Concise Bible Commentary
Here we have the proud and false destroyer justly reckoned with for all his fraud and violence. The righteous God often pays sinners in their own coin. Those who by faith humbly wait for God, shall find him gracious to them; as the day, so let the strength be. If God leaves us to ourselves any morning, we are undone; we must every morning commit ourselves to him, and go forth in his strength to do the work of the day. When God arises, his enemies are scattered. True wisdom and knowledge lead to strength of salvation, which renders us stedfast in the ways of God; and true piety is the only treasure which can never be plundered or spent. The distress Jerusalem was brought into, is described. God's time to appear for his people, is, when all other helpers fail. Let all who hear what God has done, acknowledge that he can do every thing. Sinners in Zion will have much to answer for, above other sinners. And those that rebel against the commands of the word, cannot take its comforts in time of need. His wrath will burn those everlastingly who make themselves fuel for it. It is a fire that shall never be quenched, nor ever go out of itself; it is the wrath of an ever-living God preying on the conscience of a never-dying soul.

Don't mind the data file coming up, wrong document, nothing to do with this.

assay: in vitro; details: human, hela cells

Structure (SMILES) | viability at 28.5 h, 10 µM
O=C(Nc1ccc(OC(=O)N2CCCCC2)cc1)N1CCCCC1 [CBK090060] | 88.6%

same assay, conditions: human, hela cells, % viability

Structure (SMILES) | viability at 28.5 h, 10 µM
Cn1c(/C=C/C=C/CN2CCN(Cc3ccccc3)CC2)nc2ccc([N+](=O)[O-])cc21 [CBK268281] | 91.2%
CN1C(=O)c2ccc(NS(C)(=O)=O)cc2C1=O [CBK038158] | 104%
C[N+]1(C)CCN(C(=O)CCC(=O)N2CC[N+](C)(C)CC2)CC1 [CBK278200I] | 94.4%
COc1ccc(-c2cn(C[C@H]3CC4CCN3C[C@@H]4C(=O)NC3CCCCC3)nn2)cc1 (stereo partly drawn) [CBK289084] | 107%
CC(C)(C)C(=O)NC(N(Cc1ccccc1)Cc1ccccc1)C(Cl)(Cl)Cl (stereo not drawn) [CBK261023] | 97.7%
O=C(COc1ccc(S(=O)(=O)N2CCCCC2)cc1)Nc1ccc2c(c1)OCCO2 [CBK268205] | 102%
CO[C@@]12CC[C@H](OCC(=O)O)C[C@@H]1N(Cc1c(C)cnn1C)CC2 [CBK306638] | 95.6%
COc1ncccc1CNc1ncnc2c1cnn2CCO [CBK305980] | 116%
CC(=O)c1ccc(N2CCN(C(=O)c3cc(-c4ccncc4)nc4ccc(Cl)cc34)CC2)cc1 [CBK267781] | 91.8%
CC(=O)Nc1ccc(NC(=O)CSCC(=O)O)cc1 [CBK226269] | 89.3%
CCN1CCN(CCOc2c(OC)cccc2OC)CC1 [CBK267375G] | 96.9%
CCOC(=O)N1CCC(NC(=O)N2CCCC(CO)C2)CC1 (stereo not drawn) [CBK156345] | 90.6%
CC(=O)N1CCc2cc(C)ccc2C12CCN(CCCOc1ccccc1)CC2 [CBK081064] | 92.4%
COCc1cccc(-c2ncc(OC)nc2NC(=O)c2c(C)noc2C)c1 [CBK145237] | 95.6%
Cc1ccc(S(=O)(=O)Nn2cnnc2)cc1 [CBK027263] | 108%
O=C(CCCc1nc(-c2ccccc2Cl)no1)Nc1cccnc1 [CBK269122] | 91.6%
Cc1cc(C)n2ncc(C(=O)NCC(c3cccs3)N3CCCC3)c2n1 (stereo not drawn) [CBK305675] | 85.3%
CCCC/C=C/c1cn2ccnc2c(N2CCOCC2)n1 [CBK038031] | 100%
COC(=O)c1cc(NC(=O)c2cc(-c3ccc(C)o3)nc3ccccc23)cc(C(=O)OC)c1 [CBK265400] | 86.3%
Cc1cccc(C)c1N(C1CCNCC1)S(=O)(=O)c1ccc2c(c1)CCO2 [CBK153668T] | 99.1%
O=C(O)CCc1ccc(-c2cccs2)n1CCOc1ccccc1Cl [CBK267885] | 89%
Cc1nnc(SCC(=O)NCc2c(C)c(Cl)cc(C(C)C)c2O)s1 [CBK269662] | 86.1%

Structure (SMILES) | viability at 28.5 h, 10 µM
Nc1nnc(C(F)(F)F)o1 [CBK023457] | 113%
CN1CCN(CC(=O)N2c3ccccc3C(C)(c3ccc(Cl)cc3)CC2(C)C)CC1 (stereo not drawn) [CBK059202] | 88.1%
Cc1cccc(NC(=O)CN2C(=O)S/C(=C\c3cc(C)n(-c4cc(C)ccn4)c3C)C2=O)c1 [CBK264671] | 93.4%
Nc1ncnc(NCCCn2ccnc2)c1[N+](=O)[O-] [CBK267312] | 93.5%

Ellen G. White
Testimonies for the Church, vol. 1, 123

I saw that the people of God must arouse and put on the armor. Christ is coming, and the great work of the last message of mercy is of too much importance for us to leave it and come down to answer such falsehoods, misrepresentations, and slanders as the Messenger party have fed upon and have scattered abroad. Truth, present truth, we must dwell upon it. We are doing a great work, and cannot come down. Satan is in all this, to divert our minds from the present truth and the coming of Christ. Said the angel: “Jesus knows it all.” In a little from this their day is coming. All will be judged according to the deeds done in the body. The lying tongue will be stopped. The sinners in Zion will be afraid, and fearfulness will surprise the hypocrites. 1T 123.1

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Ellen G. White
Testimonies for the Church, vol. 4, 528